Recently, this Project 2020 update was sent out to all clubs. If you have not already done so, we encourage you to take some time to read it now.
In this issue, we look a little deeper into the types of changes that are being made and how some clubs are tackling these changes and seeking new opportunities.
More detailed information about Project 2020 can be found here on the website including the 2020 Club Support Plan and the Club Transition Checklist. With Project 2020, knowledge really is power. The more you read and ask, to gain a sound understanding of what is happening along the way, the easier it will be to adapt and take advantage of the opportunities that arise.
Project 2020 – How clubs are already adapting
The changes to the event calendar in 2020 open up the calendar and present a range of new opportunities. Some of these include:
Waitara Gymnastics, Taranaki – in 2018 Waitara Gymnastics hosted the Germany Gymnastics Federation Kader Team from TuS
Future Gymnastics, Tauranga – Gabrielle is looking to capitalise on the fact that athlete routines will be ready earlier than usual enabling the older athletes to go on a club trip overseas during the summer holidays, something that has not been possible before.
Rimutaka Gymsports, Wellington – not wanting to be caught on the hop, Rimutaka has taken a pro-active approach to their preparation for 2020. The club has looked carefully at what all the changes mean, who they will impact and determined how they will need to adapt as a club. Historically, the club invoiced monthly starting from February which had the potential to cause cash flow challenges in the future. They will now start invoicing in January ensuring that their cash flow lines up with when coaches and athletes are back in the gym.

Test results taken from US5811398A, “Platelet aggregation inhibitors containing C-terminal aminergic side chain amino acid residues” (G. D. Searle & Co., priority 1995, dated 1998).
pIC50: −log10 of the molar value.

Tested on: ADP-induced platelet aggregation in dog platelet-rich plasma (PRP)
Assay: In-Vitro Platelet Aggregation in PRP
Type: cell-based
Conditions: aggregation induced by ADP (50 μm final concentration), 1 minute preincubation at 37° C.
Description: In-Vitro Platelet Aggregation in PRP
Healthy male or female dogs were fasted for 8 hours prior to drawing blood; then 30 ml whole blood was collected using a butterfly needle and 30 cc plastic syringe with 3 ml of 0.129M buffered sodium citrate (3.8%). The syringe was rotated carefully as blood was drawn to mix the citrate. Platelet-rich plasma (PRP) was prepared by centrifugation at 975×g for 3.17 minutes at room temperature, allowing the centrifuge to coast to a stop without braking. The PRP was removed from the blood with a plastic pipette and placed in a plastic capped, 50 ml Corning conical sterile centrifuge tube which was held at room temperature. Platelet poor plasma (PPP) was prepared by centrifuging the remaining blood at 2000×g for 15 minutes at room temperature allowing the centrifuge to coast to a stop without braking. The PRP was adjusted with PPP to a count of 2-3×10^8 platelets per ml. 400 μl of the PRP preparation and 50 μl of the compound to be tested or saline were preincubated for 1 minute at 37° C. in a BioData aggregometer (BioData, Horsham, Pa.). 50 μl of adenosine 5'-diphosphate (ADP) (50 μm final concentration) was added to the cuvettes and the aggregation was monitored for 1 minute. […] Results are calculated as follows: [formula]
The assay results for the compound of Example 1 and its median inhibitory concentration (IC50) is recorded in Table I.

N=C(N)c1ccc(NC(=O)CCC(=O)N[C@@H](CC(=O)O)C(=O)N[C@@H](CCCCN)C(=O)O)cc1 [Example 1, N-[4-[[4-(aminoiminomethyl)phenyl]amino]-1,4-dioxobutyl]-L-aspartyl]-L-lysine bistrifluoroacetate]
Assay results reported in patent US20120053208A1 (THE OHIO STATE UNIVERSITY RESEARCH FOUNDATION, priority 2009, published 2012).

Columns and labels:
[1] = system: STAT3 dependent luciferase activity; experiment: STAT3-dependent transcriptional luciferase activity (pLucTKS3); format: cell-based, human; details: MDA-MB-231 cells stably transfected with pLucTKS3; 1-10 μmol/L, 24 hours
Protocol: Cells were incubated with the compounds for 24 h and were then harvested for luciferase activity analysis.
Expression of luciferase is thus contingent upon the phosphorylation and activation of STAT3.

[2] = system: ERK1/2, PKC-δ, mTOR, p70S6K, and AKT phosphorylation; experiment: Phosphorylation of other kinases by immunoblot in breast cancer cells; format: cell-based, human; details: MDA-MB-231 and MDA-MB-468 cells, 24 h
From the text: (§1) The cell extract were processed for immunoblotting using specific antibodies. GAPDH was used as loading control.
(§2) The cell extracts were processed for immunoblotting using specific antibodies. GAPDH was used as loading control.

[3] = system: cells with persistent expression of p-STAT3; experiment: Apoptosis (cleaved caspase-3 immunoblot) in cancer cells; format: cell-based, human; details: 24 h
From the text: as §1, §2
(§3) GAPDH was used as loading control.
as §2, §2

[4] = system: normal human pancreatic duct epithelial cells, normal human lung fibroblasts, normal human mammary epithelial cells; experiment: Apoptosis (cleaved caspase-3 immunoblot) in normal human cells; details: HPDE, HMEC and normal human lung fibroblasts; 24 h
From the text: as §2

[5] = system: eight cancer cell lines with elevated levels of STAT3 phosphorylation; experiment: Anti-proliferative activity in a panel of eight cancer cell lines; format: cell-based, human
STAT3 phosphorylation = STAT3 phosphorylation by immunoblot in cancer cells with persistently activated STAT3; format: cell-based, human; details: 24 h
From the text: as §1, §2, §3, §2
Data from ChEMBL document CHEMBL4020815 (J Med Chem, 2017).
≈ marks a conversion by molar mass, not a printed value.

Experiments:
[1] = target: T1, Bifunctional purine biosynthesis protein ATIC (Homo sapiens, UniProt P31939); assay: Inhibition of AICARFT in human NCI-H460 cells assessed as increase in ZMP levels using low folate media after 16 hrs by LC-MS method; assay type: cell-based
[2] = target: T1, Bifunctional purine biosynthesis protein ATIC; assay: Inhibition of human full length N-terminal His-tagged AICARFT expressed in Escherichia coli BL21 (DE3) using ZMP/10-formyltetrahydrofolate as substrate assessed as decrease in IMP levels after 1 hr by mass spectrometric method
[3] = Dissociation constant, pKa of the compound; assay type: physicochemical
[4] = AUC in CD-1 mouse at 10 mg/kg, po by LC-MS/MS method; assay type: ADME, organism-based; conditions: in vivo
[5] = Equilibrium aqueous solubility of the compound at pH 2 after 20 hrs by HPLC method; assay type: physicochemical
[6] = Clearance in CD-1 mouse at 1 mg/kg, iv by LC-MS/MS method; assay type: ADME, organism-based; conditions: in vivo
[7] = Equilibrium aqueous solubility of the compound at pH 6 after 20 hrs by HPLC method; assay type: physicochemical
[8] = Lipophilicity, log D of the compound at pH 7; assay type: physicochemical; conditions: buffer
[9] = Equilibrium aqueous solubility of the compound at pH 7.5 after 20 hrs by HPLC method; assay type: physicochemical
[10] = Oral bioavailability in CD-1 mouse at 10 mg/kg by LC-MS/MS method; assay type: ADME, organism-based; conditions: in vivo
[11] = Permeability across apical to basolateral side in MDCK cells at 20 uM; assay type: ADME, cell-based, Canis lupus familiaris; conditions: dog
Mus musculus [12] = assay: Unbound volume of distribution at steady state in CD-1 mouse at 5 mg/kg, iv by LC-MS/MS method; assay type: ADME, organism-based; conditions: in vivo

A number of clubs have already started looking at leotards and are using the shift in the calendar to consider changes, including sleeveless leotards.
Staffing and summer holidays
This is an area that has been most commonly raised by clubs as a potential challenge. The number of clubs who have no one back operating during January has shrunk significantly over the past five years and many athletes are already back training or attending camps in January.
However, this might place a strain on clubs needing coaches to take summer holidays. Some of the suggestions and ideas that are already being planned and adopted by clubs around the country include:
- Attending summer camps – summer camps can form a key part of an athlete’s return to training (and for many they already do). As well as improving athletes skills, summer camps encourage coaches and athlete to connect across clubs and build stronger relationships which is great for the sport.
- Coach sharing – with only the higher level competitive athletes needing to be back at the gym in the earlier part of January, clubs are able to combine forces and run joint training sessions – this enables clubs to use less coaching staff. One example given is for a club to provide the coach/es for the first two weeks in January, enabling coaches from the other club to take time off, and then swap enabling the first coaches to have the second half of January off.
- Taking time to look at exactly how many athletes need to be in the gym over the January period, what training they need to do and what coach support is required – this allows for resources to be used in the most effective manner.
- Communication is key – make sure that you find out what the clubs near to you are doing and talk with them about how you might be able to share resources. Your Gymnastics NZ Relationship Manager can put you in touch.
- Flexibility – while it is clear that higher level athletes will need to train during their summer holidays, without the constraints of school, there is no reason that the training week needs to look the same. Can trainings happen in the mornings when it is cooler for example?
- Engagement with parents – ensure that parents know well in advance what the changes will be and be clear about what the expectations are. This will also allow parents to share what their summer plans are so that training and family trips away can co-exist. While training needs to happen, the rigid structure of term time may need some flexibility applied.